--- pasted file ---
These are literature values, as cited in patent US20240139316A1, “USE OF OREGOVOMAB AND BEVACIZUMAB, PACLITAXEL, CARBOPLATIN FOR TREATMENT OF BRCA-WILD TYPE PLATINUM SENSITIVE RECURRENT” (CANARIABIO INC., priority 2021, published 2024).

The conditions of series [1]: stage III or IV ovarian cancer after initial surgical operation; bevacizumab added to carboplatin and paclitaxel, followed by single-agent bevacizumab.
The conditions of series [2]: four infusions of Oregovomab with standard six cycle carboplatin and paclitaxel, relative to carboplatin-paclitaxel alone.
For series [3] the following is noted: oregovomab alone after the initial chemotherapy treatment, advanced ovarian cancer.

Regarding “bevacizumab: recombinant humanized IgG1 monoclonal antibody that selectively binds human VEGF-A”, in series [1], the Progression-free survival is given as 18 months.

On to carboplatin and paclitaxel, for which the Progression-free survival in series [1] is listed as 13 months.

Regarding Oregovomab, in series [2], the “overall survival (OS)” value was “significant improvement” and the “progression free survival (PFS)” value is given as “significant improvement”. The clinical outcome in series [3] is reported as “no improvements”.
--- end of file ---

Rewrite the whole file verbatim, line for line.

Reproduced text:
These are literature values, as cited in patent US20240139316A1, “USE OF OREGOVOMAB AND BEVACIZUMAB, PACLITAXEL, CARBOPLATIN FOR TREATMENT OF BRCA-WILD TYPE PLATINUM SENSITIVE RECURRENT” (CANARIABIO INC., priority 2021, published 2024).

The conditions of series [1]: stage III or IV ovarian cancer after initial surgical operation; bevacizumab added to carboplatin and paclitaxel, followed by single-agent bevacizumab.
The conditions of series [2]: four infusions of Oregovomab with standard six cycle carboplatin and paclitaxel, relative to carboplatin-paclitaxel alone.
For series [3] the following is noted: oregovomab alone after the initial chemotherapy treatment, advanced ovarian cancer.

Regarding “bevacizumab: recombinant humanized IgG1 monoclonal antibody that selectively binds human VEGF-A”, in series [1], the Progression-free survival is given as 18 months.

On to carboplatin and paclitaxel, for which the Progression-free survival in series [1] is listed as 13 months.

Regarding Oregovomab, in series [2], the “overall survival (OS)” value was “significant improvement” and the “progression free survival (PFS)” value is given as “significant improvement”. The clinical outcome in series [3] is reported as “no improvements”.